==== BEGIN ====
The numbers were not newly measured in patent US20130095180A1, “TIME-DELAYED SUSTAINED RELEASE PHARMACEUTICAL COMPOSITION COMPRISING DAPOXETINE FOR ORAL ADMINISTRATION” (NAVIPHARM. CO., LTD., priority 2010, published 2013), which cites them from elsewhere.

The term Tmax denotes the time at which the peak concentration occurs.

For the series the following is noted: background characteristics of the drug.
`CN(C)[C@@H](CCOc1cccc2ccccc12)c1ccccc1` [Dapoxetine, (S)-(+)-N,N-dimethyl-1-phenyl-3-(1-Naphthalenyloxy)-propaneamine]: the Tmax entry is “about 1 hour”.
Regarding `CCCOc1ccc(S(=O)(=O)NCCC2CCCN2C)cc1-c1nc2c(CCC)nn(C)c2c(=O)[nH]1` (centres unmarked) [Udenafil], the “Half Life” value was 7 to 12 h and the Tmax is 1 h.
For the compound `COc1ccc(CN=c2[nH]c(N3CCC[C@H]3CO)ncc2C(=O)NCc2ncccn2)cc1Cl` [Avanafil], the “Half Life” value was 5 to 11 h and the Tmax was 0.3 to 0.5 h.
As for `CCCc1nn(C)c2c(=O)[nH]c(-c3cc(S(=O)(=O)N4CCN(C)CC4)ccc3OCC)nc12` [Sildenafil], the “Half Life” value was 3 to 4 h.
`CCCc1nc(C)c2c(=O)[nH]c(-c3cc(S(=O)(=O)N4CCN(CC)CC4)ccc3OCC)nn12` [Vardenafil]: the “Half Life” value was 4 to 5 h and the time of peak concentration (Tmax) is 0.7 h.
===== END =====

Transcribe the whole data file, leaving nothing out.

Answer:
The numbers were not newly measured in patent US20130095180A1, “TIME-DELAYED SUSTAINED RELEASE PHARMACEUTICAL COMPOSITION COMPRISING DAPOXETINE FOR ORAL ADMINISTRATION” (NAVIPHARM. CO., LTD., priority 2010, published 2013), which cites them from elsewhere.

The term Tmax denotes the time at which the peak concentration occurs.

For the series the following is noted: background characteristics of the drug.
`CN(C)[C@@H](CCOc1cccc2ccccc12)c1ccccc1` [Dapoxetine, (S)-(+)-N,N-dimethyl-1-phenyl-3-(1-Naphthalenyloxy)-propaneamine]: the Tmax entry is “about 1 hour”.
Regarding `CCCOc1ccc(S(=O)(=O)NCCC2CCCN2C)cc1-c1nc2c(CCC)nn(C)c2c(=O)[nH]1` (centres unmarked) [Udenafil], the “Half Life” value was 7 to 12 h and the Tmax is 1 h.
For the compound `COc1ccc(CN=c2[nH]c(N3CCC[C@H]3CO)ncc2C(=O)NCc2ncccn2)cc1Cl` [Avanafil], the “Half Life” value was 5 to 11 h and the Tmax was 0.3 to 0.5 h.
As for `CCCc1nn(C)c2c(=O)[nH]c(-c3cc(S(=O)(=O)N4CCN(C)CC4)ccc3OCC)nc12` [Sildenafil], the “Half Life” value was 3 to 4 h.
`CCCc1nc(C)c2c(=O)[nH]c(-c3cc(S(=O)(=O)N4CCN(CC)CC4)ccc3OCC)nn12` [Vardenafil]: the “Half Life” value was 4 to 5 h and the time of peak concentration (Tmax) is 0.7 h.